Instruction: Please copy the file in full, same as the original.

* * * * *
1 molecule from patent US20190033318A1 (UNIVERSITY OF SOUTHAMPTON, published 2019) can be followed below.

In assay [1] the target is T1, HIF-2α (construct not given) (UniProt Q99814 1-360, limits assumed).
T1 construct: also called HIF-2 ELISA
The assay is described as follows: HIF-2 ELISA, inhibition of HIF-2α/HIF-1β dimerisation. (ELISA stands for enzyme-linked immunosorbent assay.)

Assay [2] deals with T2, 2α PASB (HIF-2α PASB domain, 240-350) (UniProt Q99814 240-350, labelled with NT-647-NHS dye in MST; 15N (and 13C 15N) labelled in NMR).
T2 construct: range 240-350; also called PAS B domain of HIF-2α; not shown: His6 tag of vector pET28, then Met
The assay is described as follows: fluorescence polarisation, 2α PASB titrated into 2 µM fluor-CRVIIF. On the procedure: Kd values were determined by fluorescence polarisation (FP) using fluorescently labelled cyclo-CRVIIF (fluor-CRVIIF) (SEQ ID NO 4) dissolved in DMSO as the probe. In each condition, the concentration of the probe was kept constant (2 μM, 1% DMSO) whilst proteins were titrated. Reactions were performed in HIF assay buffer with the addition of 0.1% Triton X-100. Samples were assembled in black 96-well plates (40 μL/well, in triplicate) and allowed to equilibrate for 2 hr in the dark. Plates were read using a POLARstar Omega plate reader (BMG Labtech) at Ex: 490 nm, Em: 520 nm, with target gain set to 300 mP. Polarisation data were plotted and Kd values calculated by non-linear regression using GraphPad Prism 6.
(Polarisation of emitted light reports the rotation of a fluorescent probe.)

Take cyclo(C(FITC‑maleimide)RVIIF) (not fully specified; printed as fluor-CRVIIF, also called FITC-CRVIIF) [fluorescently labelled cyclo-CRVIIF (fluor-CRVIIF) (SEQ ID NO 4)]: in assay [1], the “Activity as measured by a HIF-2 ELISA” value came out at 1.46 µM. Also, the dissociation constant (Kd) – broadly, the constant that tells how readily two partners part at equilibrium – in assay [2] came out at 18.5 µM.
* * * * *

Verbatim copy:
1 molecule from patent US20190033318A1 (UNIVERSITY OF SOUTHAMPTON, published 2019) can be followed below.

In assay [1] the target is T1, HIF-2α (construct not given) (UniProt Q99814 1-360, limits assumed).
T1 construct: also called HIF-2 ELISA
The assay is described as follows: HIF-2 ELISA, inhibition of HIF-2α/HIF-1β dimerisation. (ELISA stands for enzyme-linked immunosorbent assay.)

Assay [2] deals with T2, 2α PASB (HIF-2α PASB domain, 240-350) (UniProt Q99814 240-350, labelled with NT-647-NHS dye in MST; 15N (and 13C 15N) labelled in NMR).
T2 construct: range 240-350; also called PAS B domain of HIF-2α; not shown: His6 tag of vector pET28, then Met
The assay is described as follows: fluorescence polarisation, 2α PASB titrated into 2 µM fluor-CRVIIF. On the procedure: Kd values were determined by fluorescence polarisation (FP) using fluorescently labelled cyclo-CRVIIF (fluor-CRVIIF) (SEQ ID NO 4) dissolved in DMSO as the probe. In each condition, the concentration of the probe was kept constant (2 μM, 1% DMSO) whilst proteins were titrated. Reactions were performed in HIF assay buffer with the addition of 0.1% Triton X-100. Samples were assembled in black 96-well plates (40 μL/well, in triplicate) and allowed to equilibrate for 2 hr in the dark. Plates were read using a POLARstar Omega plate reader (BMG Labtech) at Ex: 490 nm, Em: 520 nm, with target gain set to 300 mP. Polarisation data were plotted and Kd values calculated by non-linear regression using GraphPad Prism 6.
(Polarisation of emitted light reports the rotation of a fluorescent probe.)

Take cyclo(C(FITC‑maleimide)RVIIF) (not fully specified; printed as fluor-CRVIIF, also called FITC-CRVIIF) [fluorescently labelled cyclo-CRVIIF (fluor-CRVIIF) (SEQ ID NO 4)]: in assay [1], the “Activity as measured by a HIF-2 ELISA” value came out at 1.46 µM. Also, the dissociation constant (Kd) – broadly, the constant that tells how readily two partners part at equilibrium – in assay [2] came out at 18.5 µM.